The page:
Part of my job is educating the public on what is expected when they use inmates for Community Service details. Though boring, it does help to get on the same page. Most of the citizens (for lack of a better endearing term) are not the same age as me, most of them are at least a decade older. I find it intimidating, at times, to stand in front of a room full of mostly older, and let’s be honest, “hickish” men. I mean, they have to be thinking to themselves, what could this little girl possibly know? I’m not a big person, standing at 5’1″ (though in my mind I’m 6’3″) and about 100 pounds (again, I belive I”m 250). Most of them are wearing cowboy hats, Wranglers are the only pants worn, they have worn leathery faces and you can see they have worked outdoors most their lives. This is not me, I’m much more “city” then any of them. I assume that I’m what they don’t like and fear is ripping apart their America.
Of a room of 30 or so men maybe half of them actually make eye contact. A man, that I can only explain as looking like a aged Wyatt Earp, paid attention the whole meeting. He truly was the cowboy of the group and when I first spotted him he seemed the hardest sell of the group, but he truly gave me his full attention. During the presentation I couldn’t tell if he was staring at me with a condescending attitude or one of understanding. . truly this man should play ALOT of poker.
After wrapping up and as people were leaving he stayed behind and wanted to ask questions. I asked if he appreciated the meeting and he, with chew in mouth and a drawl like no other said, “didn’t understand a damn word of it pretty lady.” I didn’t really have a response ready for this reply. With a blank stare and speechless (that never happens) I just started laughing. He laughed with me, put his arm around my shoulders and began asking me questions about a past Lieutenant that I had a great friendship with, his nickname was Duck and it truly was the only name he was ever called. This friendly cowboy asked me if I was the Marcy that Duck always talked about. I was stunned, I didn’t really think that Duck talked much about me, though we affectionately gave shit to each other on a daily basis. When Duck died it was devastating to me, it’s actually the LAST funeral I will ever go to, except my own.
Duck was the first employee I met on my first official day of work at Weber County. I pulled into the parking lot, full of nervous butterflies and walked towards the employee entrance. I felt a sense of excitement to begin work with a new County, but fear of the unknown. This may come as a surprise, but I enjoy perfection. I enjoy knowing what I’m doing and on this day I was full of doubt. I pushed to button to be allowed into work. A distorted voice came over the intercom and I gave them my last name. As they “buzzed” me in, I walked into a dimly lit room. It had all the charm of an old school jail. I noticed, immediately, a pair of cowboy books kicked up on a table, skinny legs wrapped in Wranglers, a newspaper blocking the face of this cowboy and a BIG OL’ black cowboy hat. Right then the door slammed behind me (I know..steel doors don’t shut silently but I was caught up in the scene and wasn’t thinking.) I quickly looked back at the door. Realizing it was still me and “the cowboy” I turned back around. I now saw the face of an older man, hard work was written across his face, with a piercing stare I’ll never forget. The cowboy then said to me, “who the fuck are you?” Without missing a beat, and apparently having no regard for my own safety, I retorted, “question is. . . who the fuck are you?” With this comment the hardened cowboy grinned ear to ear. With a chuckle he stood up, put his arm around my shoulder and said, “sweety, were gonna get along just fine.” And you know what. . he was right. I’ll always have a soft spot for Duck. Every morning, without fail, he would say, “morning you fuckin’ hag.” And my retort, daily, would be “Duck… foreplay so early???” That same endearing smile would spread across his face. One morning, out of nowhere with no one around, he grabbed me tight, and cried harder than any man I’ve ever known. No words were exchanged and I just held him tight. Thirty seconds went by like this. . crying with no words. He let me go, looked me in the eyes and said, “thank you, you’ll never know what that means to me.” To this day I don’t know what was upsetting him so badly, and to be honest it doesn’t matter. What matters is that he trusted me enough to be all of him. . good, bad and indifferent. He meant so much to me. The night before he died he called me. Wanted me to know how much I meant to him and that I was “one of the smartest people he ever met.” Truth be known, he taught me more than he will know. He taught me that, even those with hardened faces and piercing stares, still have endearing hearts and are much softer than they appear. He taught me that, no matter the situation, there is humor and laughter. He was generous and sincere, though a smartass through and through. Whenever his name is mentioned these are a few of the thoughts that cross my mind.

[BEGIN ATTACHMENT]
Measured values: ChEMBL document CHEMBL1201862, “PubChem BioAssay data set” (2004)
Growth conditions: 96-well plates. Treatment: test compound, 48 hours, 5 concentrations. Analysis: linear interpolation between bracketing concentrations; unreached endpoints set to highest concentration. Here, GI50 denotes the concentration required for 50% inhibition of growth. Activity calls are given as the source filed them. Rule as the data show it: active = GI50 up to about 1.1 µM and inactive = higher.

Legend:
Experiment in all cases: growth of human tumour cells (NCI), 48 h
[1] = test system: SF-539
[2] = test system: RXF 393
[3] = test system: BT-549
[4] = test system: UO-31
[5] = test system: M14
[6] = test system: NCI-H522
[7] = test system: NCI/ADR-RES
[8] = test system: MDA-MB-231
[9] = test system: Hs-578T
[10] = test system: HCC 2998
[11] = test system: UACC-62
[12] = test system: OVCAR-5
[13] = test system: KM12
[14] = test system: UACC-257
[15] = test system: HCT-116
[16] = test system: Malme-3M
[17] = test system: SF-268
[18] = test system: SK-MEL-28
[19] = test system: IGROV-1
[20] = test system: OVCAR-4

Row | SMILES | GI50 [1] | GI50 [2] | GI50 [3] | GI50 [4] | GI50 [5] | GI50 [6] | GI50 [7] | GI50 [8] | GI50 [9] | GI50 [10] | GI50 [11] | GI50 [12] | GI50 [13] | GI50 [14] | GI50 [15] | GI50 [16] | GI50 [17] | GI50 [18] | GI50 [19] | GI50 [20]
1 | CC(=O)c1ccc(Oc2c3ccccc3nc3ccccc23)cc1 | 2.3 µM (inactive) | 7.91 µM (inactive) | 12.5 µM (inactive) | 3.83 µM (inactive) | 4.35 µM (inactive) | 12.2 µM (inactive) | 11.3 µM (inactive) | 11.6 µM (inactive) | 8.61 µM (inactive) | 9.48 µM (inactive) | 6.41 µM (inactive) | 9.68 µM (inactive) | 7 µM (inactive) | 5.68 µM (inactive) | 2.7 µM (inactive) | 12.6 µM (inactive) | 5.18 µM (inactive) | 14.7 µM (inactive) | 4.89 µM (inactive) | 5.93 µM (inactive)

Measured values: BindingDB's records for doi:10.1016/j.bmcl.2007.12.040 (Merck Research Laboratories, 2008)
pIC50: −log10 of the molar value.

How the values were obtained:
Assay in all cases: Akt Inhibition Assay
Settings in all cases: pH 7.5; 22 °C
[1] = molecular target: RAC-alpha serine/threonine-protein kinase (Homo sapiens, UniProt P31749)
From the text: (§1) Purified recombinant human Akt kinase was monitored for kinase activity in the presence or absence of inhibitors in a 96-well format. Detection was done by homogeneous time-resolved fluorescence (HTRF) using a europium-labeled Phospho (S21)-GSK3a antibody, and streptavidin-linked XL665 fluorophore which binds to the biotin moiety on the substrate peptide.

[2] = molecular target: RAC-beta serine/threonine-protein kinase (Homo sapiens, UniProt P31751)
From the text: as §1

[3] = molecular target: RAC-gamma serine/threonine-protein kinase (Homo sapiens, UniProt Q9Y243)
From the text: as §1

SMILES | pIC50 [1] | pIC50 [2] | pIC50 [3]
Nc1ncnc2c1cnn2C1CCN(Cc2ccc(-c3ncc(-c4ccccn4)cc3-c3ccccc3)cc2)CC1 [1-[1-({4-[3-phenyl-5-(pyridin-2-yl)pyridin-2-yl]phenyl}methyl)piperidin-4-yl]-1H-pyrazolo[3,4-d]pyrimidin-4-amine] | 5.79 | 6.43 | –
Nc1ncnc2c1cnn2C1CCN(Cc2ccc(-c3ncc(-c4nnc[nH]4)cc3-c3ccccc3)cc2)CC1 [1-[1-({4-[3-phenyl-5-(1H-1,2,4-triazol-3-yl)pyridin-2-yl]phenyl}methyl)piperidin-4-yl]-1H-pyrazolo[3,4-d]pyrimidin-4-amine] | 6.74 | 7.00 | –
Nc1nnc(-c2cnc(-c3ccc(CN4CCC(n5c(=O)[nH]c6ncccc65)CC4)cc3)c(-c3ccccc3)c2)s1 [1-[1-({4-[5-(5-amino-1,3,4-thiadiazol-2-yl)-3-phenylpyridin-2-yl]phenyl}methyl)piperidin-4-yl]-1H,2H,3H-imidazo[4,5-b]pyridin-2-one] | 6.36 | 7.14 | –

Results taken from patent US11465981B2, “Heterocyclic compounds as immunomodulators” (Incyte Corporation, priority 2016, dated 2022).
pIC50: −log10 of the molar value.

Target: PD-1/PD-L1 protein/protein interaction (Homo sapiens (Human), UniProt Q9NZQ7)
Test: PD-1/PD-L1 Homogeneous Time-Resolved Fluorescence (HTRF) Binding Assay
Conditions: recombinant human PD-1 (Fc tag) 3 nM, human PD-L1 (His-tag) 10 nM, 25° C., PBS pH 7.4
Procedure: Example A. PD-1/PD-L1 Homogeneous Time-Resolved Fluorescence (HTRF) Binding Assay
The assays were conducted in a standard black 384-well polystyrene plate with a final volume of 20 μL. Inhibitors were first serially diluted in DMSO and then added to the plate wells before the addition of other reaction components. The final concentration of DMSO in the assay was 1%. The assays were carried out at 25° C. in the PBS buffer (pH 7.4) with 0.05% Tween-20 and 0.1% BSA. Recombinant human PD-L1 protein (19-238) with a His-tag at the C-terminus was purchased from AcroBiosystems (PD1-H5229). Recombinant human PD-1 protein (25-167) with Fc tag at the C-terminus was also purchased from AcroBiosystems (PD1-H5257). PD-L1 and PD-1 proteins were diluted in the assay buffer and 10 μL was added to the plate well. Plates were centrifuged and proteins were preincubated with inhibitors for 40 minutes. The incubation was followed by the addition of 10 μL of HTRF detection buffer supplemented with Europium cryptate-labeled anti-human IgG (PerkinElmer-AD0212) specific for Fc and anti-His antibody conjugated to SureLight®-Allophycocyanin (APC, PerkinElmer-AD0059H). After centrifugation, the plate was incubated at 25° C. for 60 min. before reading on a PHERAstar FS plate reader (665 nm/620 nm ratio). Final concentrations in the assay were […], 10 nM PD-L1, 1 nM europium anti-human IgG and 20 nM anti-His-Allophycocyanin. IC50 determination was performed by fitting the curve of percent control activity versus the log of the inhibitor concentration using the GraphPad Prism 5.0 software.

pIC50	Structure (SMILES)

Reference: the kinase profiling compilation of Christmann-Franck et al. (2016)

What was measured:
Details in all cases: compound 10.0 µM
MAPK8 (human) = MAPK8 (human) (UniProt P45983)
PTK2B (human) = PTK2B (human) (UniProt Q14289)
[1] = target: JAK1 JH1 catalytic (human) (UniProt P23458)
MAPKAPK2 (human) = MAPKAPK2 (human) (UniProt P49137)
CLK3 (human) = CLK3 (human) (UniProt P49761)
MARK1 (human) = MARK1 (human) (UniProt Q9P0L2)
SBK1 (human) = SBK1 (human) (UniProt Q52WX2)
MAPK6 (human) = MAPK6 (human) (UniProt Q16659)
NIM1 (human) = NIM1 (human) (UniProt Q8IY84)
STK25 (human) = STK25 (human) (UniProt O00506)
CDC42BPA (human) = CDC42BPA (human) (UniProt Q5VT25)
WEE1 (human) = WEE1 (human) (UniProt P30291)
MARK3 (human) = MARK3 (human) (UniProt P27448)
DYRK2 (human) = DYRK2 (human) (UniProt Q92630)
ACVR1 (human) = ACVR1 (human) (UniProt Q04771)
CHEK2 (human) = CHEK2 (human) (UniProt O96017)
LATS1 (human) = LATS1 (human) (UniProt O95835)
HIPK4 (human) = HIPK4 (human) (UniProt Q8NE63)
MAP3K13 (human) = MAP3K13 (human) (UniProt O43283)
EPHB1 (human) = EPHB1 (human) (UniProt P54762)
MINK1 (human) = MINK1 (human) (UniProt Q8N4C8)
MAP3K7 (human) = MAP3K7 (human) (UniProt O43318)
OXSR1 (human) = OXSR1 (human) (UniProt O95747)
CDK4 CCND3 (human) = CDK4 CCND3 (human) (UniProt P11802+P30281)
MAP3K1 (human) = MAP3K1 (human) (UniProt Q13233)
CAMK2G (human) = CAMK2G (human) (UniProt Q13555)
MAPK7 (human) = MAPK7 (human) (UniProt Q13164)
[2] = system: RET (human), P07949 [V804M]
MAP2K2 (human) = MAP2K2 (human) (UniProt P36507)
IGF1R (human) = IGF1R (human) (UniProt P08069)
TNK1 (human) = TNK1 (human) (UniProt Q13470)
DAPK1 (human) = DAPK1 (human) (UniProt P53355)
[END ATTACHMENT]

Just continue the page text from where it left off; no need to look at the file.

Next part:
After much reminiscing with this older Wyatt Earp I could tell, that he too, was a gentle person with a big heart. He was funny, and in good cowboy fashion, a smart ass! 🙂 He told me how Duck talked about me and would tell the “guys” at the fairgrounds that I was a “firecracker” and witty. Duck was a great storyteller and told many stories of our antics at work. Though it’s been years since Duck died, I think of him often and to know others are too. . that, to me, is what death is about. It’s about people remembering you and handing down your story. It’s also a reminder for me to not judge a book by it’s cover. Just because it’s dusty, wrinkled and scary looking doesn’t mean it doesn’t have a profound message waiting for you. . you just got to be willing to lift open the cover.